Saturday, February 28, 2015

Origins of Combined Operations

Information and Resources

Combined Operations Insignia

MOTTO: United We Conquer

There are several books and websites that provide information about how the Combined Operations organization began. A few are listed below.

1. Combined Operations by Clayton Marks, London, Ontario

Excerpt: After the evacuation of Dunkerque (between May 27 and June 4, 1940), Combined Operations began to take on a definite plan under the leadership of Sir Roger Keyes. It was indeed the raising of the Burning Brand; the signal proclaiming that the Allied Forces were at last prepared to rally to the offensive.

In October of 1941, Winston Churchill relieved Sir Roger Keyes of all duties as Chief of Combined Operations and appointed Comm. Louis Mountbatten as Chief of Combined Operations, with the direct order to start a program of raids of ever increasing intensity so as to keep the enemy coastline on the alert from the North Cape to the Bay of Biscay. But he stated that the main objective must be the re-invasion of France.

"You must create the machine which will make it possible to beat Hitler and his associates on land. You must select and build bases from which the assault will be launched, and create training centres at which the soldiers and seamen can be trained in amphibious assault. I want you to bring in the Air Force as well and create a proper inter-service organization to produce the technique of modern assault. I want you to select the area in which you feel the final assault should take place and start bending all your energies towards getting ready for that great day. Finally, at the present, all other Headquarters in Britain are on the defensive. Your headquarters are created to be on the offensive." (Source - History of the Combined Operations Organization, 1940 - 1945 London, 1956)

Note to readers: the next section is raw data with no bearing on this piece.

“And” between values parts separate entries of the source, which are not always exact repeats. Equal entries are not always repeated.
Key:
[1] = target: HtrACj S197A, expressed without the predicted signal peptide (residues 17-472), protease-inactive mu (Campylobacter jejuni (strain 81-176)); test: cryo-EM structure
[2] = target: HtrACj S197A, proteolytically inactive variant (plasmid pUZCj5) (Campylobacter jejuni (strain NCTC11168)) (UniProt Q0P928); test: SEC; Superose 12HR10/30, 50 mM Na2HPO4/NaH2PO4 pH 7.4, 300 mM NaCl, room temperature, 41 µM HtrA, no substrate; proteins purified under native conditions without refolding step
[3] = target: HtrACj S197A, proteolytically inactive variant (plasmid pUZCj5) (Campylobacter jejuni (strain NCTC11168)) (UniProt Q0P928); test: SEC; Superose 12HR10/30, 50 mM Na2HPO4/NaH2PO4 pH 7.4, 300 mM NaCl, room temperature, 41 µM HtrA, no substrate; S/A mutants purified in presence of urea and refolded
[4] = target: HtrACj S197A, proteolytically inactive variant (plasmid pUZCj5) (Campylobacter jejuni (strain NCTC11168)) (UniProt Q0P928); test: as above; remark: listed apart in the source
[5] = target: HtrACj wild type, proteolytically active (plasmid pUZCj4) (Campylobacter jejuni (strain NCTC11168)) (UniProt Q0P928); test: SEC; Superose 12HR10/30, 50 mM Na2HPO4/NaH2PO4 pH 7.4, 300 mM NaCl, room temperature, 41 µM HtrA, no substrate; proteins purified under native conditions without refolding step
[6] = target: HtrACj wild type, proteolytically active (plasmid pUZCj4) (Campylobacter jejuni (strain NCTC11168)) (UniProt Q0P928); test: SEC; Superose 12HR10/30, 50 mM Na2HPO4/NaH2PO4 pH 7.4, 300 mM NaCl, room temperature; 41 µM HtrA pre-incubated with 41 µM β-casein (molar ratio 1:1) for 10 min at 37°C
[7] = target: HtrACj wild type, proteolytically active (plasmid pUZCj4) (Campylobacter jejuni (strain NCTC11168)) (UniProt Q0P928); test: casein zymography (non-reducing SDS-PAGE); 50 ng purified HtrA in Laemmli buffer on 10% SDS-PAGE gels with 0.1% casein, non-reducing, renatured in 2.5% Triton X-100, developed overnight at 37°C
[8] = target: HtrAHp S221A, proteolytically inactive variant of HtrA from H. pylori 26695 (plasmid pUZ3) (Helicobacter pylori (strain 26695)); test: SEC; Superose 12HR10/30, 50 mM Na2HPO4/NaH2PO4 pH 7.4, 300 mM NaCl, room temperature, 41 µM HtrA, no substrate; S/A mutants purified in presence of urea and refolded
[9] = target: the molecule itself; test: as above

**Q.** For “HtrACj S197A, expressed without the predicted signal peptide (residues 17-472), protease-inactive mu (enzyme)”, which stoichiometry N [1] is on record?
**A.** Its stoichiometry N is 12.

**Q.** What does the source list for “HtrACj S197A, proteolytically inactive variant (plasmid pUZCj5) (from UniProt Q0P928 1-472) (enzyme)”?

2. 'Combined Operations Explained' by Geoff Slee, Scotland, at his extensive website -

Excerpt: Origins

The need was urgent and Churchill wasted no time. On June 4th 1940, just hours after the evacuation at Dunkirk came to an end, he ordered the Chiefs of Staff (Army, Navy and Air Force) to set up what became the Combined Operations Command. The Command would concentrate solely on offensive operations against the enemy. It would not be distracted by defensive considerations.

 More to follow.

Link to Websites re Combined Operations

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